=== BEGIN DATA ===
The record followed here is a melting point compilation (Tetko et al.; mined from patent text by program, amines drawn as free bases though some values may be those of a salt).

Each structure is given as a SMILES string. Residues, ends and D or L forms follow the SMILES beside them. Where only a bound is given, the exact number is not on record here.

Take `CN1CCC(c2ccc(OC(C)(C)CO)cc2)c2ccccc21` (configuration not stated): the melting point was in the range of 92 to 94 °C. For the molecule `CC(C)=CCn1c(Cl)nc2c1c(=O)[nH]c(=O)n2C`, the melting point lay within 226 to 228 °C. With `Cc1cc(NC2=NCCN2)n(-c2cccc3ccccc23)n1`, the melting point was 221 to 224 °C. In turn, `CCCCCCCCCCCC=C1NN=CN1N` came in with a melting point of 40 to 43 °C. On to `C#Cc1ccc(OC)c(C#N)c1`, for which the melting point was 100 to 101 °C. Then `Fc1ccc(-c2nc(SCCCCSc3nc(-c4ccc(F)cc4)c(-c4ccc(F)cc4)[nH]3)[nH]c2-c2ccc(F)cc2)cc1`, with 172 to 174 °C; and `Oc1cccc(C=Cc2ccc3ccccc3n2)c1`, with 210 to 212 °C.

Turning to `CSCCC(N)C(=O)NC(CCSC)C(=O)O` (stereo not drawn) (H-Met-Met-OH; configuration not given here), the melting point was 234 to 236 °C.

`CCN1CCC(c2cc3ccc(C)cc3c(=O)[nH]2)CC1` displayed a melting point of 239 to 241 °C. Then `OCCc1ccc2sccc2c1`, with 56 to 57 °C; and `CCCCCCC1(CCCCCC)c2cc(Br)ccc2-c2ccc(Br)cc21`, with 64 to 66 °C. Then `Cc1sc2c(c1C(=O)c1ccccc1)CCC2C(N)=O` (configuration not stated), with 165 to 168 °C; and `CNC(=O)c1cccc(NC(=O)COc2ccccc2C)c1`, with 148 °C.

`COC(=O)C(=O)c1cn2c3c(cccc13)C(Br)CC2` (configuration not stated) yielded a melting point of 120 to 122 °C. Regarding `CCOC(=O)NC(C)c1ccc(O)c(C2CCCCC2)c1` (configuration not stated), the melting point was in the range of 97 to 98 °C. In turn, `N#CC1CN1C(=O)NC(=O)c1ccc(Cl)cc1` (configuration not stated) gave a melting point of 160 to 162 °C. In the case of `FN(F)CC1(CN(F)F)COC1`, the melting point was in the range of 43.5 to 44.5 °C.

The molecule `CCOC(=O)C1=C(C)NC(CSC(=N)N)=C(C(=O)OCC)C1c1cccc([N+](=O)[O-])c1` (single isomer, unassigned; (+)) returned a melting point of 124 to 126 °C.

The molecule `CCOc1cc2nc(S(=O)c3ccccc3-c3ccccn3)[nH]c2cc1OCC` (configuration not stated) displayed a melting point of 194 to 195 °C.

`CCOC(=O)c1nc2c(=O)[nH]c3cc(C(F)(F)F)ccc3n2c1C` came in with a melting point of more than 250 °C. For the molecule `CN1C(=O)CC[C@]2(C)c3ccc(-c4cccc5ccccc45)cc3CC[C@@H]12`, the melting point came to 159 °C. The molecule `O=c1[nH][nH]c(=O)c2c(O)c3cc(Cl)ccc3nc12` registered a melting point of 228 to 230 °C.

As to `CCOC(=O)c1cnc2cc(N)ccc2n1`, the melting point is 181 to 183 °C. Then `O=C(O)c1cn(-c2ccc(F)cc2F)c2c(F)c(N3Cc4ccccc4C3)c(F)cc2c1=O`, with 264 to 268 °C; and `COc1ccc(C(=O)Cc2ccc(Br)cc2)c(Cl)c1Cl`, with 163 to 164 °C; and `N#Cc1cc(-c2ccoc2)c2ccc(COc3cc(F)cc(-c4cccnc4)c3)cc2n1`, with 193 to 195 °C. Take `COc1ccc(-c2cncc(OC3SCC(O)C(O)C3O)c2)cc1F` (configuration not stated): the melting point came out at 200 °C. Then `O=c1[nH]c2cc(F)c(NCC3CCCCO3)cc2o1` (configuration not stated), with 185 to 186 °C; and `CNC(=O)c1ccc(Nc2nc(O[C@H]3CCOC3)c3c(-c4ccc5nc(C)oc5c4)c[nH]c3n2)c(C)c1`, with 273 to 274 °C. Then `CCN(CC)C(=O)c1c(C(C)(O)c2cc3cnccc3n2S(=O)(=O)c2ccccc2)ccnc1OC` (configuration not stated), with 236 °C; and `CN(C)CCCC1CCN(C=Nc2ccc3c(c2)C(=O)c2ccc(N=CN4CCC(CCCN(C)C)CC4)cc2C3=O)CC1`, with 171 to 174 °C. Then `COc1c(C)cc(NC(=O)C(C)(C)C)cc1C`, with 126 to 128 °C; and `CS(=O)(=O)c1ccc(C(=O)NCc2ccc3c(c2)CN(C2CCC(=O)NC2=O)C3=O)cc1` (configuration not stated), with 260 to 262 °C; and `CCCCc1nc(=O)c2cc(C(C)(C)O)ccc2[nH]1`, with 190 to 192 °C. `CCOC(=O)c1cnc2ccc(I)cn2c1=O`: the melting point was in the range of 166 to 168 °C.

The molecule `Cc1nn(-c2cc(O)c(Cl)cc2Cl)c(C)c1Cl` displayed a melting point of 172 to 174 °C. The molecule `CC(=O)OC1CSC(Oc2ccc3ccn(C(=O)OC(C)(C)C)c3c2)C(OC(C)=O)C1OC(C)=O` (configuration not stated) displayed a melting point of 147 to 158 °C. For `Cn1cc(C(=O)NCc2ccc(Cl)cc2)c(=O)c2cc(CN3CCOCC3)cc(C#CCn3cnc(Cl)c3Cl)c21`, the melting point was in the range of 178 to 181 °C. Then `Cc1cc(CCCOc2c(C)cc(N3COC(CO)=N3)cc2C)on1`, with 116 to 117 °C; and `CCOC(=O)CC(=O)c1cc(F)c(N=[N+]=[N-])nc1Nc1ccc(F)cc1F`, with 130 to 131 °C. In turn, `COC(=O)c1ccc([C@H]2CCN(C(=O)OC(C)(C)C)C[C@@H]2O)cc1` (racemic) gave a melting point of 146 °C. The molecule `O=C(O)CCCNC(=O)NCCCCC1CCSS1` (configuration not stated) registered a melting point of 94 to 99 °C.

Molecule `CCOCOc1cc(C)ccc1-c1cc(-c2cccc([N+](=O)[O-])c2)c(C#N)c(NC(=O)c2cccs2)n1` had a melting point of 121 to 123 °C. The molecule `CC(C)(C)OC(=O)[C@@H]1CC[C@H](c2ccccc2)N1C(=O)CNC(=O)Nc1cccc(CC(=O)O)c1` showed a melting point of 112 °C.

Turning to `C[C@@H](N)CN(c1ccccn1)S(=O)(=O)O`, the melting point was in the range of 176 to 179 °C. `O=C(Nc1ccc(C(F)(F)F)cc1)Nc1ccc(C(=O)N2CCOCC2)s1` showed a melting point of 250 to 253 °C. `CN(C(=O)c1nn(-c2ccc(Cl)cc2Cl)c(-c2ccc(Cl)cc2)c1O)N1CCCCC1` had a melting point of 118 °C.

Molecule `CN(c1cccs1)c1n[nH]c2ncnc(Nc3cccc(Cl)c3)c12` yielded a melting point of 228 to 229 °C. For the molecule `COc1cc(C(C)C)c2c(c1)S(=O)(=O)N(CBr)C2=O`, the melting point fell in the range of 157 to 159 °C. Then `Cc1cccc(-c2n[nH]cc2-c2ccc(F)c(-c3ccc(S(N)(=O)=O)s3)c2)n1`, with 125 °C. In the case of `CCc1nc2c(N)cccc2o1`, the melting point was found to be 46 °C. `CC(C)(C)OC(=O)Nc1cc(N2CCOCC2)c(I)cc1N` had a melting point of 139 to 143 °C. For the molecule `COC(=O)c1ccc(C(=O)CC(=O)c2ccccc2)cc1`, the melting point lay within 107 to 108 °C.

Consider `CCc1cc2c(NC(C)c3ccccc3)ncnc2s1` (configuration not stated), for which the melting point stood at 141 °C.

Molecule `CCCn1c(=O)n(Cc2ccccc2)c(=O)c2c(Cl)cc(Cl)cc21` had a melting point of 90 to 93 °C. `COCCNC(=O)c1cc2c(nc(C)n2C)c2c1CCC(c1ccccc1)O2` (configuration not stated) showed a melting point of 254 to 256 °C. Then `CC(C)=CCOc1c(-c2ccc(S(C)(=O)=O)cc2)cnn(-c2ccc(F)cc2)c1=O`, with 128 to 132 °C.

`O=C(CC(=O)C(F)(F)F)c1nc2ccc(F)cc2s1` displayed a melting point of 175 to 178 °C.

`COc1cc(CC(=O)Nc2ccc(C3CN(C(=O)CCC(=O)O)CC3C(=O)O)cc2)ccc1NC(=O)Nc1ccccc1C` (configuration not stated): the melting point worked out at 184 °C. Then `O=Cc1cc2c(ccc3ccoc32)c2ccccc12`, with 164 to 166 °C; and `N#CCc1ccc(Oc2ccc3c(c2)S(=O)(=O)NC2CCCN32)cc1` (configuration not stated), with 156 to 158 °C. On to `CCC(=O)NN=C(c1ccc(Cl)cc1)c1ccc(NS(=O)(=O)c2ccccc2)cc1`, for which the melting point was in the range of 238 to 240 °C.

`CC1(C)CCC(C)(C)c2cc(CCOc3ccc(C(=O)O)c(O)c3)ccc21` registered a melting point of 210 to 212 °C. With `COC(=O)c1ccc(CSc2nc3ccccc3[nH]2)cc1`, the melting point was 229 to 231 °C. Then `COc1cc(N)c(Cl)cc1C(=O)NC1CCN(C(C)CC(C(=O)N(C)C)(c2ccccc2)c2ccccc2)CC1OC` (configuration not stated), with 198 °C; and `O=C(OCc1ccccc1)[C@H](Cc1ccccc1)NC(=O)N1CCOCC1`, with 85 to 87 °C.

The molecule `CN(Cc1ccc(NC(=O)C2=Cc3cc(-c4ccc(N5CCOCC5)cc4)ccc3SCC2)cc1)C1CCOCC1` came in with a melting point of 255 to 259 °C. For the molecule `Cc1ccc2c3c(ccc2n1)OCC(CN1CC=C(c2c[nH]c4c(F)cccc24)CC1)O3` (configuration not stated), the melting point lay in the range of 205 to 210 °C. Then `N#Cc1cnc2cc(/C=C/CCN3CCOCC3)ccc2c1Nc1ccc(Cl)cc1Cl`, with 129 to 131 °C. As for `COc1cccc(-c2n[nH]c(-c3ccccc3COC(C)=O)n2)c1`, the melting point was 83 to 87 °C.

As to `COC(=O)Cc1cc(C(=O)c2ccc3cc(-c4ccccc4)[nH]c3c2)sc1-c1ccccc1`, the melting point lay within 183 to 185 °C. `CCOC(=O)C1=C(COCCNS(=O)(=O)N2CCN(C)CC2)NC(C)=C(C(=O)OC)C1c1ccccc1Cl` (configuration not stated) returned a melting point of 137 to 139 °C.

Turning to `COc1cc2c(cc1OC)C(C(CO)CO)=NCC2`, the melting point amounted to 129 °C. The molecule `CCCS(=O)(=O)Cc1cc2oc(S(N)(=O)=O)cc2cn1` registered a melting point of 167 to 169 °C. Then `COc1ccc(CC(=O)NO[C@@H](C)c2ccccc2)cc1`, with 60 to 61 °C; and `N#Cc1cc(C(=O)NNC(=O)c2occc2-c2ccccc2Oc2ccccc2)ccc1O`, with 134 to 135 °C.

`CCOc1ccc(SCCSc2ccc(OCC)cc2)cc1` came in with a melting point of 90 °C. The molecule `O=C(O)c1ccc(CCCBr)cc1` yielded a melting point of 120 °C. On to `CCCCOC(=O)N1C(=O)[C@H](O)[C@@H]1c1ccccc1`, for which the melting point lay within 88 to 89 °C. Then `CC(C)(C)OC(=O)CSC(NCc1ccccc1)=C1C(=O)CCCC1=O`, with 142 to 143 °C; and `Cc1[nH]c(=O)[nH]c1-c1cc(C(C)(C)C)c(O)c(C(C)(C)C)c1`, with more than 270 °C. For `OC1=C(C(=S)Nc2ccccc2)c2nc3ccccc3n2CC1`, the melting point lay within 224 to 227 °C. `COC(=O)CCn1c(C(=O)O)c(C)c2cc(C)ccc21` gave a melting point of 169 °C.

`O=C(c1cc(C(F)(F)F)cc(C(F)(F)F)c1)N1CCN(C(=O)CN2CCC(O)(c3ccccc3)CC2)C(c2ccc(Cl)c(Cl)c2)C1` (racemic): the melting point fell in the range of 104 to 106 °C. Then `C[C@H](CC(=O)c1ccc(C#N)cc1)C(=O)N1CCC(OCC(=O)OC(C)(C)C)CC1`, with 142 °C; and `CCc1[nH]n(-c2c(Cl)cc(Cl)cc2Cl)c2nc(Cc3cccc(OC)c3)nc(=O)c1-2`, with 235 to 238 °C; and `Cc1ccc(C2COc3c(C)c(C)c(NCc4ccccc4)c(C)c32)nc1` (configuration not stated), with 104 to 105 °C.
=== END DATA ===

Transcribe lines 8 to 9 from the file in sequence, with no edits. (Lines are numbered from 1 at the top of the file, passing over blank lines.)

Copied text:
The molecule `CCOc1cc2nc(S(=O)c3ccccc3-c3ccccn3)[nH]c2cc1OCC` (configuration not stated) displayed a melting point of 194 to 195 °C.

`CCOC(=O)c1nc2c(=O)[nH]c3cc(C(F)(F)F)ccc3n2c1C` came in with a melting point of more than 250 °C. For the molecule `CN1C(=O)CC[C@]2(C)c3ccc(-c4cccc5ccccc45)cc3CC[C@@H]12`, the melting point came to 159 °C. The molecule `O=c1[nH][nH]c(=O)c2c(O)c3cc(Cl)ccc3nc12` registered a melting point of 228 to 230 °C.